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Rothman named dean of Johns Hopkins medical school

Paul B. Rothman, the next dean of the Johns Hopkins University School of Medicine and CEO of Johns Hopkins Medicine, will take the helm as the future of American health care remains all but inscrutable beyond the next election and major Supreme Court decision.

Paul B. Rothman, 14th Dean of the Johns Hopkins School of Medicine

Rothman described a “a time of turmoil” at his introductory news conference Monday, referring to attempts to overturn President Barack Obama’s Affordable Care Act and a week’s worth of Supreme Court arguments on the law set for March.

“That being said, some things are very clear,” Rothman said. “We need to continue to develop a health care system that is affordable and provides the safest, highest quality care to our population.”

Now the dean of the Carver College of Medicine at the University of Iowa and leader of that university’s clinical practice plan, Rothman said he was drawn to Hopkins by the opportunity to lead.

“Hopkins has developed innovative new ways to give high-quality care to large populations in a cost-effective way, and I think that’s the future of where the country is going,” he said. “Hopkins is so well positioned because it’s really been leading the nation in describing new ways to provide health care.”

Hopkins President Ronald J. Daniels said Rothman is the “perfect person … to lead Johns Hopkins Medicine into the next era of health care.”

“He sees this not as a time for retrenchment, but as a moment for advancement,” Daniels said.

Rothman will succeed Edward D. Miller, who will retire June 30.

He was chosen from a list of 180 that was whittled down over more than six months, Daniels said.

The school declined to release Rothman’s salary. According to filings with the Internal Revenue Service, Miller’s compensation totaled $765,466 in 2009.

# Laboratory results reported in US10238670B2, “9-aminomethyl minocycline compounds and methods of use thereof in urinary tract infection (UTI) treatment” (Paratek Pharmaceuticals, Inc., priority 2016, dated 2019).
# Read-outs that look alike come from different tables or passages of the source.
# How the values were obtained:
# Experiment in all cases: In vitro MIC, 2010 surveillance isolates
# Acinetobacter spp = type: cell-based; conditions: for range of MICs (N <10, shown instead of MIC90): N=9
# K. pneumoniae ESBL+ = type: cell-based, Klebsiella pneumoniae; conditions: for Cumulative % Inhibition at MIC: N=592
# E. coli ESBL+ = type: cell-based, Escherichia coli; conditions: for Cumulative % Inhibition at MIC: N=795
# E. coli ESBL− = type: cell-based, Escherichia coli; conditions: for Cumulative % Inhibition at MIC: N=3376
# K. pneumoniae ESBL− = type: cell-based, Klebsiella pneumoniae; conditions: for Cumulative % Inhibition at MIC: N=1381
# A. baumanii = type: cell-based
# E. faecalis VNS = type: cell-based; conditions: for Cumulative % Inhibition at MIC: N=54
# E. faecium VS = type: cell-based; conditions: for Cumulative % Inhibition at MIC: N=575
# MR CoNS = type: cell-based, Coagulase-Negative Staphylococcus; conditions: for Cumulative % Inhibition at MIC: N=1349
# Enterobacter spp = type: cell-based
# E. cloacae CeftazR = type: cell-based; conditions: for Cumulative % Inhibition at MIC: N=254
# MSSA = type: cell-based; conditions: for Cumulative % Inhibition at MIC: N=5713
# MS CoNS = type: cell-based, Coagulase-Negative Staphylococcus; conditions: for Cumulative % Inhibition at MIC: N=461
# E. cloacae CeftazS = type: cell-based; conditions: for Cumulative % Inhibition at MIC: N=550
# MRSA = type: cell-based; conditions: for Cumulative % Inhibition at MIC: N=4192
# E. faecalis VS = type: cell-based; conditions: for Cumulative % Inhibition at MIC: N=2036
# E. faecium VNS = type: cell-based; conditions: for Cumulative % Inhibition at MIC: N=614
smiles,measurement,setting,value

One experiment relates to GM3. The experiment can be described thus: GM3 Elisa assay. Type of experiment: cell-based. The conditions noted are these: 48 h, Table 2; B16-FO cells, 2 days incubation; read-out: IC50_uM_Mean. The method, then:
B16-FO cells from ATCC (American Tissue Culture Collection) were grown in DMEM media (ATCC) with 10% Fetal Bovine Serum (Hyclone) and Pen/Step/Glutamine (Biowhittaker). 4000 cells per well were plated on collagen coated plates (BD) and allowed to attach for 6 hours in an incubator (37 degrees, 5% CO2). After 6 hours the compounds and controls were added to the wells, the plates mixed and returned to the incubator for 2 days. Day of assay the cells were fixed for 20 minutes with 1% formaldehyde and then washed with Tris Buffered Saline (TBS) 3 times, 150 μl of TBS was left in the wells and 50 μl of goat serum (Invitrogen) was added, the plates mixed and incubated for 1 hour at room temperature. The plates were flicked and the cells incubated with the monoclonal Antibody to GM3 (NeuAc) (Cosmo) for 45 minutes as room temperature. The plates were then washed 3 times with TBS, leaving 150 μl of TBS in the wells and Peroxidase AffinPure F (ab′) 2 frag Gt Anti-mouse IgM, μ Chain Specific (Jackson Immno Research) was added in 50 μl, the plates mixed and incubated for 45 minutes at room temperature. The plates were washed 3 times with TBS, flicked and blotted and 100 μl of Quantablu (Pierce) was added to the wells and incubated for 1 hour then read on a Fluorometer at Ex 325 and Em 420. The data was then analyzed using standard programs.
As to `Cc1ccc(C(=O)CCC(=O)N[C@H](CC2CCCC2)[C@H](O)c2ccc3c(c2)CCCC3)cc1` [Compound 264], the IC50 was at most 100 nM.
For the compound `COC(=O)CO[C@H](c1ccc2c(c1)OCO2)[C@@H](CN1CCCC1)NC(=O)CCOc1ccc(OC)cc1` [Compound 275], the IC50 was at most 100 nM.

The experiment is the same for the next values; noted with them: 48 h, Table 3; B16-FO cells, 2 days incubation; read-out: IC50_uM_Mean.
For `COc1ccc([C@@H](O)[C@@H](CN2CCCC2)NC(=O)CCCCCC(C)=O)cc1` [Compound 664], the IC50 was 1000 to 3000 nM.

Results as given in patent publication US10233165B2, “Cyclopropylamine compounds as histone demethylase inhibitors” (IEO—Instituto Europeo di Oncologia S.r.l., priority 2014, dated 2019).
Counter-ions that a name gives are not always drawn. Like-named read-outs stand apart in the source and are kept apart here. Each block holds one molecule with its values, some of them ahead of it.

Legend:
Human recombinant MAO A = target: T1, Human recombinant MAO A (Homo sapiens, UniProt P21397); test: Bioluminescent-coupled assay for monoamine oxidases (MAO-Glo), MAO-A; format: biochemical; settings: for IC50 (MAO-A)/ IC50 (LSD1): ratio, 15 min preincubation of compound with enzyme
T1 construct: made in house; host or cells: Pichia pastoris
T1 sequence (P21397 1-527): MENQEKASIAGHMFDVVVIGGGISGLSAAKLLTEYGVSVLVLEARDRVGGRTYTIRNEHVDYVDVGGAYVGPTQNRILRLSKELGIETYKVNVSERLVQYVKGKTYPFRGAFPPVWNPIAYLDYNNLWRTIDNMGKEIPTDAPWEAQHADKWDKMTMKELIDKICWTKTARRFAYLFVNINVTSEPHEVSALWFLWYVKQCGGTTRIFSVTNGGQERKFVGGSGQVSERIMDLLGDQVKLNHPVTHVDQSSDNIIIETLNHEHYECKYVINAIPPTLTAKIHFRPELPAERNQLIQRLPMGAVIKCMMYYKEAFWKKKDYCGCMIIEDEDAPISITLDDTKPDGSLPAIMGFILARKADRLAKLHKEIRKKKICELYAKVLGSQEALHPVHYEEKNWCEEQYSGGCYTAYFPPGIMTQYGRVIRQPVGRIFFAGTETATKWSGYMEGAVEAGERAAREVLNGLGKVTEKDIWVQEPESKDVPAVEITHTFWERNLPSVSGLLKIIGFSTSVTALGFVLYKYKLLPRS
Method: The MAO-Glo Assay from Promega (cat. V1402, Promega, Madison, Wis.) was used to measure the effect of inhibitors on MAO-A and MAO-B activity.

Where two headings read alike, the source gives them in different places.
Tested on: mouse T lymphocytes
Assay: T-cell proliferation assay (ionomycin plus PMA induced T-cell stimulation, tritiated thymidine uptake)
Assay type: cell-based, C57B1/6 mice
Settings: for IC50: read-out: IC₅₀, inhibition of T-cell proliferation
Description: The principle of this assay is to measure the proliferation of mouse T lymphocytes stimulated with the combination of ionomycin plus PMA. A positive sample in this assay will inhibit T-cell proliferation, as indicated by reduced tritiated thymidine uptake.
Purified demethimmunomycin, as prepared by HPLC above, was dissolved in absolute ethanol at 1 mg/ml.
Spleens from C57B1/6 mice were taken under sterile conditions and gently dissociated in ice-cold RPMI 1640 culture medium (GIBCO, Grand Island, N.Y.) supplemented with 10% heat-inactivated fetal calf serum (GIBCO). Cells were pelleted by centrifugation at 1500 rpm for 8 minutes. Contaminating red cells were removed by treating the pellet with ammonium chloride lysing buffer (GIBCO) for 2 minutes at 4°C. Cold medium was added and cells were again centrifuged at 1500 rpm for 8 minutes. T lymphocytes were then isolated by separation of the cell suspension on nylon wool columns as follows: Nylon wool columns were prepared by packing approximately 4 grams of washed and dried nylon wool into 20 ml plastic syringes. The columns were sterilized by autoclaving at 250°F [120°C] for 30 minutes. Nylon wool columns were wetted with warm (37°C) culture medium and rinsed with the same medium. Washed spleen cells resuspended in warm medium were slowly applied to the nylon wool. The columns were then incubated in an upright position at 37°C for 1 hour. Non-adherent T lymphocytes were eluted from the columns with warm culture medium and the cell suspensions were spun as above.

Miller, who oversaw 15 years of rapid expansion for the medical system, said Rothman and other Hopkins leaders will have to decide for themselves whether to continue along that path.

“Whether we participate in more I think will be an open question,” he said. “We’ve got a lot on our plate right now to digest.”

Rothman declined to discuss future growth when asked.

“I think the expansion has been spectacular, and to define more than that I’m going to have to wait and learn more about the institution,” he said, adding that he plans to spend the first few months of his tenure getting to know the sprawling $6.5 billion system.

The medical school has some 1,400 medical and graduate students and the health system includes six hospitals in Maryland, Florida and Washington, D.C. Together, the school and the system employ more than 34,000 full-time faculty and staff.

A rheumatologist and molecular immunologist, Rothman was head of internal medicine at Carver until 2008, when he became dean of the medical school.

Jean Robillard chose Rothman for both of the posts in Iowa.

Robillard said Rothman forged partnerships with liberal arts colleges in the state and brought faculty members from the partner schools to UI to keep up with the latest technological advances. He also recruited doctors for rural practices and worked on IowaCare, a state-sponsored program that serves about 50,000 people who don’t qualify for Medicaid but can’t afford health insurance on their own.

“I think Paul learned a lot from this program when he was here,” said Robillard, vice president of medical affairs at University of Iowa Hospitals and Clinics.

Rothman has also worked on the early stages of the Pappajohn Institute for Biomedical Discovery during his time as dean in Iowa.

“He has a certain charisma to attract people and bring very good people here,” said Robillard. “More importantly is to develop these people and make sure they continue to be successful. He has a sense of camaraderie, and that’s very important.”

Rothman earned his undergraduate degree from the Massachusetts Institute of Technology and his medical degree from Yale University. He trained at Columbia-Presbyterian Medical Center and was a member of the faculty of the Columbia University College of Physicians and Surgeons from 1986 to 2004.

On Monday, he called his soon-to-be-employer “the top institution in the world.”

“Everyone knows Johns Hopkins Medicine,” he said.